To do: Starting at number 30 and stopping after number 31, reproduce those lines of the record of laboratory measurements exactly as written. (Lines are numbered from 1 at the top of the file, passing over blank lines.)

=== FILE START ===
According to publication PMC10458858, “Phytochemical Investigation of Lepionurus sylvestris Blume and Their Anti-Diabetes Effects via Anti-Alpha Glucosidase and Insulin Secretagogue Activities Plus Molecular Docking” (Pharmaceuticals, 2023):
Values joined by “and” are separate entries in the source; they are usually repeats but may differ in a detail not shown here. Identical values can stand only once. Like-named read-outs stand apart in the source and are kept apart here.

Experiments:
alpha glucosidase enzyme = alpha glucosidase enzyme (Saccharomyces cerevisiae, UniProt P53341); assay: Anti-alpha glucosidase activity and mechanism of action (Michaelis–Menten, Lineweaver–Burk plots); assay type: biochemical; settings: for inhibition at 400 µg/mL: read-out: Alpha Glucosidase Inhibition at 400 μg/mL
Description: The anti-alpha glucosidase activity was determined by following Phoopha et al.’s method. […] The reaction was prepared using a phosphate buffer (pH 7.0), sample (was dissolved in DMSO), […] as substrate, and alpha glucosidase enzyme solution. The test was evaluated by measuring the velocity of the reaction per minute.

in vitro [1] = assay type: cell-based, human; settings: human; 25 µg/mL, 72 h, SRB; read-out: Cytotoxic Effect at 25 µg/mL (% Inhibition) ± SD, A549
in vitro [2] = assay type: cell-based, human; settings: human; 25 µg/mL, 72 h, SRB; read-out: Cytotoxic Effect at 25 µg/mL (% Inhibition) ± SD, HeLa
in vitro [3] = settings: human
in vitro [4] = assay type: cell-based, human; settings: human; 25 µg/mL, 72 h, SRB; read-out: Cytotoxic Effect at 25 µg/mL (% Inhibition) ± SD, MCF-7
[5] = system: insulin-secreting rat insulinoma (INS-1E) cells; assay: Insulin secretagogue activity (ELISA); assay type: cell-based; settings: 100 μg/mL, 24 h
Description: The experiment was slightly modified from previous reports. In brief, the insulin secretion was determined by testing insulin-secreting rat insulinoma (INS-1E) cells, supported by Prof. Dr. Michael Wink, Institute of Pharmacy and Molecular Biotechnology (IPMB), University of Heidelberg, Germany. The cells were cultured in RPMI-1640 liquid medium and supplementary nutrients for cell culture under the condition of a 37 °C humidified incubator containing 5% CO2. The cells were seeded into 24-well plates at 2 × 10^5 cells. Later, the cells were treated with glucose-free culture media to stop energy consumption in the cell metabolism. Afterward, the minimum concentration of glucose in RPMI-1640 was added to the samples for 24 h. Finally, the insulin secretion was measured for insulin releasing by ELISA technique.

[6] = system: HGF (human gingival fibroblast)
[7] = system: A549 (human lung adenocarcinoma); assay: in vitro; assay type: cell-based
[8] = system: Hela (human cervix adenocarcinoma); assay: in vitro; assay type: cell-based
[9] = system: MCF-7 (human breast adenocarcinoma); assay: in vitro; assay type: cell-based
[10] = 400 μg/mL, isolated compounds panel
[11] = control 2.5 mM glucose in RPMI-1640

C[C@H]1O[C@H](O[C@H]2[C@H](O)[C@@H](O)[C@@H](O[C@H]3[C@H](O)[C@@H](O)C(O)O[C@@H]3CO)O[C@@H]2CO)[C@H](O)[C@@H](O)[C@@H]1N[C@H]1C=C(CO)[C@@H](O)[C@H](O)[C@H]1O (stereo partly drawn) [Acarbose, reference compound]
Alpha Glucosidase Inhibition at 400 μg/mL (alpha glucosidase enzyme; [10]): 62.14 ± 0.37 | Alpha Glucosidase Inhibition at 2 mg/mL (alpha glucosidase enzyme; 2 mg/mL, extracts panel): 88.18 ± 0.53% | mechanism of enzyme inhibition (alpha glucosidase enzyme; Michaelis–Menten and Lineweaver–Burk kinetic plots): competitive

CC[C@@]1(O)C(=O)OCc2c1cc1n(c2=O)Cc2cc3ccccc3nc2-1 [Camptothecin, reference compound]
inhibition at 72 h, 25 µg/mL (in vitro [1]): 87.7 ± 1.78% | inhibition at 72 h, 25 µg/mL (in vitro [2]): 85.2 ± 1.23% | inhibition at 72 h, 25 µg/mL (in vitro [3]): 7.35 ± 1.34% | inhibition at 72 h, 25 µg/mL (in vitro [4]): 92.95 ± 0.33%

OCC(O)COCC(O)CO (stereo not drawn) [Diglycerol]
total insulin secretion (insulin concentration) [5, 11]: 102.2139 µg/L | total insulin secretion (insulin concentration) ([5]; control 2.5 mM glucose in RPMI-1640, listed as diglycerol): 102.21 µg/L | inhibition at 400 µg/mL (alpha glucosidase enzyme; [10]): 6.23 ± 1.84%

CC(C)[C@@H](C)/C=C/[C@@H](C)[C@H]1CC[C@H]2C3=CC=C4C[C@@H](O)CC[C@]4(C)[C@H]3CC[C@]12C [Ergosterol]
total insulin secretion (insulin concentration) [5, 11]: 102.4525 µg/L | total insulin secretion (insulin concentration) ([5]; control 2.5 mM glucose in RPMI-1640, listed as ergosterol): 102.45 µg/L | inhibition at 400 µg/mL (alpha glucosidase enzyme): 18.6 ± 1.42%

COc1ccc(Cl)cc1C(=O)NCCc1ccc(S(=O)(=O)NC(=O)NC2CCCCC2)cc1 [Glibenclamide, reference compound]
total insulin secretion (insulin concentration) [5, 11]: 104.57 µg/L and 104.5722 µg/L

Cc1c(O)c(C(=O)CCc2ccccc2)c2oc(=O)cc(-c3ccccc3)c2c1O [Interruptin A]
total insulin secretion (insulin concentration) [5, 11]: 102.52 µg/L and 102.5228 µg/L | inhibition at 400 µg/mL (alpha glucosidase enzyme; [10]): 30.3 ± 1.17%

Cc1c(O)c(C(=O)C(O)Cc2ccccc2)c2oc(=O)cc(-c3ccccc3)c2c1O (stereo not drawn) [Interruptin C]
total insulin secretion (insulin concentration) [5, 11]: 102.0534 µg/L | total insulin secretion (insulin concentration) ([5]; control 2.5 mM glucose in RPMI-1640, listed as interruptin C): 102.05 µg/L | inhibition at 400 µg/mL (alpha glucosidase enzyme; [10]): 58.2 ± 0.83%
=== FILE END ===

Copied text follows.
Cc1c(O)c(C(=O)C(O)Cc2ccccc2)c2oc(=O)cc(-c3ccccc3)c2c1O (stereo not drawn) [Interruptin C]
total insulin secretion (insulin concentration) [5, 11]: 102.0534 µg/L | total insulin secretion (insulin concentration) ([5]; control 2.5 mM glucose in RPMI-1640, listed as interruptin C): 102.05 µg/L | inhibition at 400 µg/mL (alpha glucosidase enzyme; [10]): 58.2 ± 0.83%